If you are interested in the background of this site, How to Publish a Book got its start as a group in the Raleigh, North Carolina, area. The group met every so often, focusing upon writing and including interviews and meetings with literary agents, writers, editors, etc. Eventually the group had as many as 300 members and expanded into other, regional groups within the state.

Who headed up the expansion and is in charge of the site? Stacey Cochran. If you don't know that name, you will. Not only is he an author himself, but he also teaches writing at North Carolina State University and is the host of an author's interview television program known as The Artist's Craft.

Perhaps you would like to start your own writing group with interviews and such. If so, you might want to contact Stacey Cochran for advice.

Thursday, August 11, 2011

100 Sites for Fiction Writers: #40 - Writers' Conferences & Centers

This is an ongoing series looking at websites that can be of help to fiction writers with their craft and career.

Writers' Conferences & Centers

Many writers like to attend conferences. There they can spend time with other writers, get to know people in the business, do a little promoting and just have a good time. It's like a little vacation that's work related without having to do any actual work. For the most part.

But how does a writer find out the when and where of writing conferences?

In the past, a lot was done by word of mouth. People who knew people talked to some other people and the word got around. Plus there would be a little advertising in magazines or zines.

Nowadays we've got the Internet, and searching for a writing conferences has become easy with the website Writers' Conferences & Centers.

This site is basically a search engine for writing conferences. Go to the site, make a couple of clicks and blammo! In front of you is a list of conferences broken down by location, dates, genres and more.

Better yet, the search can also find writing centers, festivals, retreats and residencies. You can even search such events that have scholarships available.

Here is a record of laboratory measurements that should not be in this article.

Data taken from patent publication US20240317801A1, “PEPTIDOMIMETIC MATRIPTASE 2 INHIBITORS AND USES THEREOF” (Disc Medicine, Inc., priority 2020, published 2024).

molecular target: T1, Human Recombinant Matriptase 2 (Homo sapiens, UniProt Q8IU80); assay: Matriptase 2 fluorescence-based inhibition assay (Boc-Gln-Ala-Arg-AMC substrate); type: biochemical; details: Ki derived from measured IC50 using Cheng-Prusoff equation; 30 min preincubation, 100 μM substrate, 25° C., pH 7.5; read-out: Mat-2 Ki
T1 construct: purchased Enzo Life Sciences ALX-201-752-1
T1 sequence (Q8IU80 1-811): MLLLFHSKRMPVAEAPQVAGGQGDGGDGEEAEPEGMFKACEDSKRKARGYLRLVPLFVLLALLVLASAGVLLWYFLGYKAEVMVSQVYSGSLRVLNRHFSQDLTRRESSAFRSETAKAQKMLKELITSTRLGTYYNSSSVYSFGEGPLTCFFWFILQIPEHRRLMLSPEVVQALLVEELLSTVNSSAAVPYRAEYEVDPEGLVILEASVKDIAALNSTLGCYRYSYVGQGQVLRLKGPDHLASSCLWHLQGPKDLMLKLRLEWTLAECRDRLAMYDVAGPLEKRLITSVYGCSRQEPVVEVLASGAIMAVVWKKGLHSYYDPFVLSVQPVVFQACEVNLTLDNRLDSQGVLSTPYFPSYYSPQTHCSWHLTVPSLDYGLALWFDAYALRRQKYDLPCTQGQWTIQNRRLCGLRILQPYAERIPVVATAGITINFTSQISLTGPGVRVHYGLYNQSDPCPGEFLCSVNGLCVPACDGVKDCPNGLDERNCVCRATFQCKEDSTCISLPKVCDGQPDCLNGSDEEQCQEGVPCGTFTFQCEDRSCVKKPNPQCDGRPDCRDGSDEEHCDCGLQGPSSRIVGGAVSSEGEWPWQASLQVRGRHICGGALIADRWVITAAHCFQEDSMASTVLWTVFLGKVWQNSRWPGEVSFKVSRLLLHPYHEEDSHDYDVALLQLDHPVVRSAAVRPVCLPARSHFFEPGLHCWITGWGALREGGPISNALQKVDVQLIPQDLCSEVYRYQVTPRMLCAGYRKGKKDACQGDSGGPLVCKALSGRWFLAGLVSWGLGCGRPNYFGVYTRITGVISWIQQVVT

The search engine is a big draw to the Writers Conferences & Centers site, but there are other reasons to check it out. For instance, there is the Discussion Forum, in case you want to hook up with others interested in conferences. The site also has its own Scholarship Competition, if you would like some financial help in attending conferences. There are Memberships available for the site, but those are more for those wanting to list their events than for writers. To read about various conferences and information concerning them, you can also check out some articles.

For a writer looking for events in his or her region, or elsewhere, this is one of the best sites available for that search.

Wednesday, August 10, 2011

Timeline for my fantasy world, Ursia

I didn't think anyone would be interested, but I've now had two people ask me about a timeline concerning the events of my fantasy world, Ursia. I have a working timeline hidden online, but thought I'd go ahead and make much of it public. There are, of course, some things I left out because they would potentially be spoilers. Other items potentially mysterious I've left in because ... well, because they're mysterious. Enjoy.

Years are generally A.A. (After Ashal) unless designated otherwise:

1996 - events of novel The Company of Seven,